The De’Longhi Dedica machines have been one of the best selling domestic espresso coffee maker machine 2020 in the UK for quite a while. In fact the current model, the EC865 is the best selling espresso machine on Amazon at the time of writing, and had several thousand amazon reviews.
But this isn’t what I’d call a home barista machine, and it’s not a machine you’ll usually find me reviewing or talking about on coffeeblog. In fact this is of the level of machines I was referring to earlier when I said that I noticed a neighbour had bought an awful espresso machine. It wasn’t this exact one, but a similar type of very low cost domestic espresso machine.
As a very quick rule of thumb, if an espresso machine retails at less than around £300, I’d be sceptical, simply because the components required to make semi decent espresso would usually make it difficult to produce a machine so cheaply.
When you consider how much the build cost would have to be to retail the machines at this price once various parties have taken their slice, you’re talking about machines that have had very little money spend on the build, and to make proper espresso requires various components which don’t cost pennies.
Another thing that would make me skeptical, by the way, is “15 Bars of Pump Pressure” featuring in the marketing blurb. This is not the sign of a quality machine, it’s the sign of a super cheap machine which probably should be avoided if you’re looking for a home barista setup.
Just see this list of best selling Espresso machines on Amazon, and “15 Bars of Pump Pressure” is something that most of the cheap espresso machines towards the top of the list, boast. But it’s not something to boast about. We don’t want 15 bars of pressure for espresso, we want 9 bars.
The reason the super cheap domestic machines achieve 15 bars of pressure is that to achieve the lower 9 Bars without causing problems for the machine would lead to higher build costs. To achieve 9 bars without issues, a decent expansion valve is required, and a decent expansion valve doesn’t cost pennies, it costs probably £30-£35 or more, which in some cases is likely to be way more than the total build cost of the machine. So build cost is lowered either by skipping the expansion valve, or using a cheap one, both which would make 9 bars a no go.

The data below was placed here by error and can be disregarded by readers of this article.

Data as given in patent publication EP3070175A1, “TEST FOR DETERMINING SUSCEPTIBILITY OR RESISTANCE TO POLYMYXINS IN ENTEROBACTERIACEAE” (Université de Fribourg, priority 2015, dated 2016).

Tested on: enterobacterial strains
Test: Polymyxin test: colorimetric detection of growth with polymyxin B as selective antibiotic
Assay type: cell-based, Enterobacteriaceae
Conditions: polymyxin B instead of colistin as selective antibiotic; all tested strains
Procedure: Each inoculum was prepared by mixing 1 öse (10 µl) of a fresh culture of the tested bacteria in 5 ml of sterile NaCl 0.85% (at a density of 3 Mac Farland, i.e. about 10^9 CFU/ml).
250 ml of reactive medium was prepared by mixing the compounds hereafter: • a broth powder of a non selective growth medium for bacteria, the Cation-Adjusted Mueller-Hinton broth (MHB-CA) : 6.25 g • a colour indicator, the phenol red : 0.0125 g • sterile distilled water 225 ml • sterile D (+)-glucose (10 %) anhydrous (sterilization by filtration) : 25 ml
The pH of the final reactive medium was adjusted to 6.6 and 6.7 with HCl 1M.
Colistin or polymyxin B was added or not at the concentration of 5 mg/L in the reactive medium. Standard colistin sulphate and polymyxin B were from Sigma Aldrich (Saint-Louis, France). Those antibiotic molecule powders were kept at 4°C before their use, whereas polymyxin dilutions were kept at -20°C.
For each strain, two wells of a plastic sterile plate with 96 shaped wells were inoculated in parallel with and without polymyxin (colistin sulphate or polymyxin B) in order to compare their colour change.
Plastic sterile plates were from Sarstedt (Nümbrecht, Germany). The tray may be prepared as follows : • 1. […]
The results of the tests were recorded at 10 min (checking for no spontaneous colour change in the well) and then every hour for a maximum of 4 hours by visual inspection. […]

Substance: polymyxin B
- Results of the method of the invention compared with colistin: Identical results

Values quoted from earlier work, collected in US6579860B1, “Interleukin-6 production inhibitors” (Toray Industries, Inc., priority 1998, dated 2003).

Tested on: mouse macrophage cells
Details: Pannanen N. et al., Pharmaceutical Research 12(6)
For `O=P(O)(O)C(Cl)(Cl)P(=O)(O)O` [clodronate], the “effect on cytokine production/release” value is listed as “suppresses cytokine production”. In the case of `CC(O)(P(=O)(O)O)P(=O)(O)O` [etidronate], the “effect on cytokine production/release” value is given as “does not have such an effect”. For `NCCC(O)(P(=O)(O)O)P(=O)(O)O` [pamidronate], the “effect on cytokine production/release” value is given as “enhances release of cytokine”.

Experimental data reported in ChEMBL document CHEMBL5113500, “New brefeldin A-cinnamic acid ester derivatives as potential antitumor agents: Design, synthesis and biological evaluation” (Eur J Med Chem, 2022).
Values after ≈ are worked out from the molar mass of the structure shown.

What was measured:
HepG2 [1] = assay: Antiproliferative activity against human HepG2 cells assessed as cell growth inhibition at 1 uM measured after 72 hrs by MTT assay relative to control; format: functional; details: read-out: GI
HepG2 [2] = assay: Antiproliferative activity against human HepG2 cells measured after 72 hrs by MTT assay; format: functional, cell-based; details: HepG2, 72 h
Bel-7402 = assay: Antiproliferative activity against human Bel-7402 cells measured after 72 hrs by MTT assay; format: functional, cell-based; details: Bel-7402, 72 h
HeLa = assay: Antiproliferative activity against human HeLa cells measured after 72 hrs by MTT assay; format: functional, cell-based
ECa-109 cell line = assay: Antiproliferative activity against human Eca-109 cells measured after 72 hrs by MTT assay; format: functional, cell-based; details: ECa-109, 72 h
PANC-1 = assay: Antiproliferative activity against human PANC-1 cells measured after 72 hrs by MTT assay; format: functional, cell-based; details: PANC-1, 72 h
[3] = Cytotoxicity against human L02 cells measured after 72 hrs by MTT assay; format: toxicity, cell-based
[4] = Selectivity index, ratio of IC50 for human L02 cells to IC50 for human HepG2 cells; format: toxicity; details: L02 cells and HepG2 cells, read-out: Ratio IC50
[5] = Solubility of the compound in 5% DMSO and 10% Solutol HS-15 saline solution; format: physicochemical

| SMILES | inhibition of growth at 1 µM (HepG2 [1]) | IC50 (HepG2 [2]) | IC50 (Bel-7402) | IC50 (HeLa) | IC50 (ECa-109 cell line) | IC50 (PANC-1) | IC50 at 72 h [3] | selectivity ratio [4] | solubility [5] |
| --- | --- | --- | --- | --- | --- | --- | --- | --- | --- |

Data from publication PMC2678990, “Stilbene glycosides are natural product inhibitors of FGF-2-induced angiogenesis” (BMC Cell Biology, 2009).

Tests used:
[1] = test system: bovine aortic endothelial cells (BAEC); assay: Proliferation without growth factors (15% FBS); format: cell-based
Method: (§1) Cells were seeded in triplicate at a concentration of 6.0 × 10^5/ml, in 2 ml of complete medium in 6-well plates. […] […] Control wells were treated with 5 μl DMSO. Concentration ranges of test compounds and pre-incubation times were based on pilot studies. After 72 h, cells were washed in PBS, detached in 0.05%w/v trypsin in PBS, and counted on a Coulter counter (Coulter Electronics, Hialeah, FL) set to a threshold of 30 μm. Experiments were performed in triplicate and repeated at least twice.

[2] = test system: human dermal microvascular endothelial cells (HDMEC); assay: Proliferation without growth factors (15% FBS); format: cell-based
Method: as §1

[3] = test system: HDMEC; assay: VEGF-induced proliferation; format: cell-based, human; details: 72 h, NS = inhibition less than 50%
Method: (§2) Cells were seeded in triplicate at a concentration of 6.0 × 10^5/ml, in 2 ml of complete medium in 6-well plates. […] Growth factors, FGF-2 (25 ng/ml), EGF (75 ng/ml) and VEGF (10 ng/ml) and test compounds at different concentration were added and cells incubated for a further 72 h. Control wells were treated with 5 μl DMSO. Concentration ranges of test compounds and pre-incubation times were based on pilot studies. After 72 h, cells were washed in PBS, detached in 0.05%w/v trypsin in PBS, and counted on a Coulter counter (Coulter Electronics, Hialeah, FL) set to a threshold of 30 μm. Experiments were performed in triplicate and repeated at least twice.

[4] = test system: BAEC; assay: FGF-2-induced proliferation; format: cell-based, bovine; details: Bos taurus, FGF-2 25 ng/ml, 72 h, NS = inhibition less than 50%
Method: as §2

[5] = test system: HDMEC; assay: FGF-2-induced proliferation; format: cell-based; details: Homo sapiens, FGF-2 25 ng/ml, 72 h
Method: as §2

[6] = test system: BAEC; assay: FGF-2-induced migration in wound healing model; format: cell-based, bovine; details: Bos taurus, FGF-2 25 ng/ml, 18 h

But instead of being honest (marketing and honesty don’t exactly go hand in hand), brands spin this to make it appear that 15 bars is desirable, which it isn’t.
But I digress.
Going back to the Delonghi Dedica, I’ve decided to include this cheap espresso machine in this post because I’m aware that there are many home baristas who’ve started out with a Delonghi Dedica such as the EC685 or the previous model the EC680, many of whom appear to have done OK with it if they’ve followed some of the tips I’m about to share.
It’s a very slim machine at just 15cm wide, so that’s a good thing if you don’t have much kitchen worktop space. It has a 1 litre water tank, which is about usual for a domestic espresso machine at this level, and it comes in black, white, red or silver.
It has a 51mm portafilter, and although this isn’t the standard 58mm, there are quite a few aftermarket baskets and portafilters on the market at this size, meaning you can swap out the baskets (as I’ll get to shortly) and the portafilter if required.
It has a panarello steam wand (which I’ll talk about shortly) and the newer EC685 model has more space under the portafilter, allowing you to use larger cups.